In only a few short days, the liberal democracy that the people of Taiwan have fought so hard for has nearly collapsed amid massive police presence in the city, and the atmosphere of fear and repression that it brings. Behind its police state-like barricades, our government remains blinded by its delusions of a “meeting of historic proportions”, and indulges itself in its receptions and banquets. Through this all, the peoples’ constitutionally guaranteed rights to freedom of speech and movement have been cast aside, and even forgotten.
As many of their actions are unconstitutional, it is not surprising that not a single police officer before the cameras has been able to definitively state what law empowers them to carry out the orders issued to them by their superiors. Police officers are supposed to be civil servants charged with protecting the people. Yet under the outrageous requests issued from above, they have become thugs restricting and punishing the people for expressing their opinions. We have no intention of blaming individual police officers who can only obey orders issued by their superiors. Rather, we solemnly demand that the highest authorities in the government bear the largest share of political responsibility for these abuses.
We are simply a group of university professors, students, cultural workers, and citizens who are concerned about Taiwan’s current state of disorder and future development. At 11AM on November 6, without any support or mobilization from any political party or civic group, we will assemble at the gate of the Executive Yuan in black clothes and face masks symbolizing our painful protest, and will join hands sitting in civil disobedience until our requests are met. Our requests include:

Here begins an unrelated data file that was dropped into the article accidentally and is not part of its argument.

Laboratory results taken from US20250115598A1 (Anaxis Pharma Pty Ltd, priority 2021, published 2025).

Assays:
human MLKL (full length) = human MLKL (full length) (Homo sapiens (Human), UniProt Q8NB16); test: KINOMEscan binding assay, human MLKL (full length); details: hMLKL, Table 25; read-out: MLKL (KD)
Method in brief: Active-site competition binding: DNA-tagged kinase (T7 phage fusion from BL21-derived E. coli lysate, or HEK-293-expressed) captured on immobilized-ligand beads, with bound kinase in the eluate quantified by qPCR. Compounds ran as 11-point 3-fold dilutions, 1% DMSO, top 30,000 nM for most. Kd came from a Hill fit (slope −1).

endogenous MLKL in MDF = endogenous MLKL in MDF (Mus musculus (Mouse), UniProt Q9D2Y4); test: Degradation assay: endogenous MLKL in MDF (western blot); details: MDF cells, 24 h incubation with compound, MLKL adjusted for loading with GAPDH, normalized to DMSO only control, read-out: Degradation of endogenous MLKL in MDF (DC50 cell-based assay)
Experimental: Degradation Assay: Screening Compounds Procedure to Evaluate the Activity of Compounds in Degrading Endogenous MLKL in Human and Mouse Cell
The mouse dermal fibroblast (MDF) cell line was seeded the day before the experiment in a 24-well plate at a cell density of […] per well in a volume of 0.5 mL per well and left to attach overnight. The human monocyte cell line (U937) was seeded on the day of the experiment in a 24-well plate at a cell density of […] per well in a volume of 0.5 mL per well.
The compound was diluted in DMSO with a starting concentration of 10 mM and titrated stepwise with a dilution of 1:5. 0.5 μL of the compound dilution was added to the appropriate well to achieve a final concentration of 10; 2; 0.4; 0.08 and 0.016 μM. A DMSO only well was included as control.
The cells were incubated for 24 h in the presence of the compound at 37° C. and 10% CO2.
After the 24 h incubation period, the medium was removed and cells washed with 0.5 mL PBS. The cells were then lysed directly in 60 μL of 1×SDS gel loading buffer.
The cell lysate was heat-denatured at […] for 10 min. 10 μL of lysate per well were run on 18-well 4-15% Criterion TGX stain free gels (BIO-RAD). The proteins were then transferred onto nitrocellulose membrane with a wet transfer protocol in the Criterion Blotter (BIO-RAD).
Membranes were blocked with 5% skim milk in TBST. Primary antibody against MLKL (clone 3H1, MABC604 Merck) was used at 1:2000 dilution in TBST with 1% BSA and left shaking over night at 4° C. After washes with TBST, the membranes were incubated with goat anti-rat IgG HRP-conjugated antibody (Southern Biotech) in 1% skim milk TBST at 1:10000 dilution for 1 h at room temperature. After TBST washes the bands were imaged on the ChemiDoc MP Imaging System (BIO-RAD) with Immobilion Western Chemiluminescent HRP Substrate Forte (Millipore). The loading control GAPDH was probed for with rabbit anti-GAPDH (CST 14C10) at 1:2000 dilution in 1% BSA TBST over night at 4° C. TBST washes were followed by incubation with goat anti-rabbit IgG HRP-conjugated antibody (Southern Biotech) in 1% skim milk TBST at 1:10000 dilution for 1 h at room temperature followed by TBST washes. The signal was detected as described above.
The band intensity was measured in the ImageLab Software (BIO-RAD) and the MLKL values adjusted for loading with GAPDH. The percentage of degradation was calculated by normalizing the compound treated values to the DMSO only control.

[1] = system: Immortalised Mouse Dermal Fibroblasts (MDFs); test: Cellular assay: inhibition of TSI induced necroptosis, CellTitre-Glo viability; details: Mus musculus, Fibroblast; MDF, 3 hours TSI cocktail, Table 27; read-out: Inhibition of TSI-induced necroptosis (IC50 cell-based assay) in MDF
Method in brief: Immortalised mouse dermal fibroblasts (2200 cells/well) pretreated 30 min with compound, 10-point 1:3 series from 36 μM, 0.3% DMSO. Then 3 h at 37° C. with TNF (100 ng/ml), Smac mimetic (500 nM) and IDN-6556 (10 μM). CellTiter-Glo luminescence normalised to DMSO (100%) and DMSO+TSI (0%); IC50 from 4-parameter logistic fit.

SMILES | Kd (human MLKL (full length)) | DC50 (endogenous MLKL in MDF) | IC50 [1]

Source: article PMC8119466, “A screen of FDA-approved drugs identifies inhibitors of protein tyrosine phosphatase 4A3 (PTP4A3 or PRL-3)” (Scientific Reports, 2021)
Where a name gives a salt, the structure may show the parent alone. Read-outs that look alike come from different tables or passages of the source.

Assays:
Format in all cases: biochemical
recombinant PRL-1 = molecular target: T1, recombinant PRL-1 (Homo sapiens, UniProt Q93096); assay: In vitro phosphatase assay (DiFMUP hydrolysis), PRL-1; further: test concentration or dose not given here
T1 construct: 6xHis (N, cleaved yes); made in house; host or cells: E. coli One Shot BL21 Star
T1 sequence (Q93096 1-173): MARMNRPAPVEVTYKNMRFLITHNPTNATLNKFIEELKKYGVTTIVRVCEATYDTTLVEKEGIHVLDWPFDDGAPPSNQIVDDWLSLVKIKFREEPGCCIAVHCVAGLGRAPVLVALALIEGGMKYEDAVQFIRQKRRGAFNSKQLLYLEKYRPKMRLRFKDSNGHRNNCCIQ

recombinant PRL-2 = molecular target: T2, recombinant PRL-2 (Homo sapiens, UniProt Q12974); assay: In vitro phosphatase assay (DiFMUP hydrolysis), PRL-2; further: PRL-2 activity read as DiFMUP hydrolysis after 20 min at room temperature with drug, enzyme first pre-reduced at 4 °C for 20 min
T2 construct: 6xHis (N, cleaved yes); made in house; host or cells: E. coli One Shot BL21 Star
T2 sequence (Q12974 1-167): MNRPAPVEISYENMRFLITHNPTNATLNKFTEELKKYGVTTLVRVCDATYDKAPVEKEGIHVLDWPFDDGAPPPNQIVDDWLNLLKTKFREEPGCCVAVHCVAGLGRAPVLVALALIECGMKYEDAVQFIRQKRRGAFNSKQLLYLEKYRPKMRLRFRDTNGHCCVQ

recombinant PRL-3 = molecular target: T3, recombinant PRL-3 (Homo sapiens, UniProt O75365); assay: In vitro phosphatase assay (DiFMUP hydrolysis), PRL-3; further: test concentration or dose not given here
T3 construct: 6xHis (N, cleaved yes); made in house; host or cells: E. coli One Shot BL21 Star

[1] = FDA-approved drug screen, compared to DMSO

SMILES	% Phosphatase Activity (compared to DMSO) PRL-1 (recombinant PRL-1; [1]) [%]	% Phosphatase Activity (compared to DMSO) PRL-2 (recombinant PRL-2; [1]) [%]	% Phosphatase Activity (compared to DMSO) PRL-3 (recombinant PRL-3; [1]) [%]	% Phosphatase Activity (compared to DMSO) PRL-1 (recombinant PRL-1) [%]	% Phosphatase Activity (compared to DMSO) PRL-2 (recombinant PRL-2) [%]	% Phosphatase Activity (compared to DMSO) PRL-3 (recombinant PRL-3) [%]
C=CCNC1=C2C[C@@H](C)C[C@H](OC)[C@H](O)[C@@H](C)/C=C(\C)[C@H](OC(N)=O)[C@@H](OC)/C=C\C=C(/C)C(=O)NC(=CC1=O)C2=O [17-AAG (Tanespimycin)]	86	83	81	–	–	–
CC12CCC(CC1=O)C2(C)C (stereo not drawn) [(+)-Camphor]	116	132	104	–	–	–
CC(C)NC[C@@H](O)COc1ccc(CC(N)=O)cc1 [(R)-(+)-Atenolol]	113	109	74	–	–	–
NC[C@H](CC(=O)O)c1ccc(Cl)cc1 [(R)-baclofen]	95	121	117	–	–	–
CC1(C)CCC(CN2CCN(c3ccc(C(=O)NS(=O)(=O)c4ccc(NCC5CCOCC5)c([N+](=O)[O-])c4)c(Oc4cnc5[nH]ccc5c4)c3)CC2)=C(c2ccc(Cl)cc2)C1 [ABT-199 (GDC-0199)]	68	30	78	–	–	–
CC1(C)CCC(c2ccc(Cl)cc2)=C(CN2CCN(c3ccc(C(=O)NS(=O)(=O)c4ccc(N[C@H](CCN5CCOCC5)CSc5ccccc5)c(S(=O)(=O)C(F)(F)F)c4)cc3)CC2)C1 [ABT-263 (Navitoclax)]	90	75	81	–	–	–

- President Ma Ying-jeou and Premier Liu Chao-shiuan must publicly apologize to all citizens.
- National Police Agency Director-General Wang Cho-chiun and National Security Bureau Director Tsai Chaoming must step down.
- The Legislative Yuan must revise the Parade and Assembly Law, which currently restricts the rights of the people.
The protest is also broadcasted live using Yahoo Live :
An interesting anacdote is that I have a friend working at the NCKU consulting services center and I was told there’s been an influx of worried parents calling the center suggesting that the NCKU kids protesting on TV are undergoing some mental breakdown and that they believe the university should step in to heal the students’ mental illnesses. I kid you not.
I also had a few conversations with Taiwanese student friends that thought this might be “too extreme”. Really? If this was in Israel (/France?), no one – student or teacher – would be allowed in campus, the sit-down might have been taking place in the middle of the major highways and I don’t think it would be stretching it too far to say there would probably be a few burning cars and tires to spice things up (students’, not anybody elses’). It’s not as fun if there aren’t at least a few student leaders arrested for testing law boundaries and refusing to cooperate. Democracy and human rights have to be fought for and public attention should be directed to discussing those issues. Students, anywhere in the world, are usually the ones who lead the fight. :)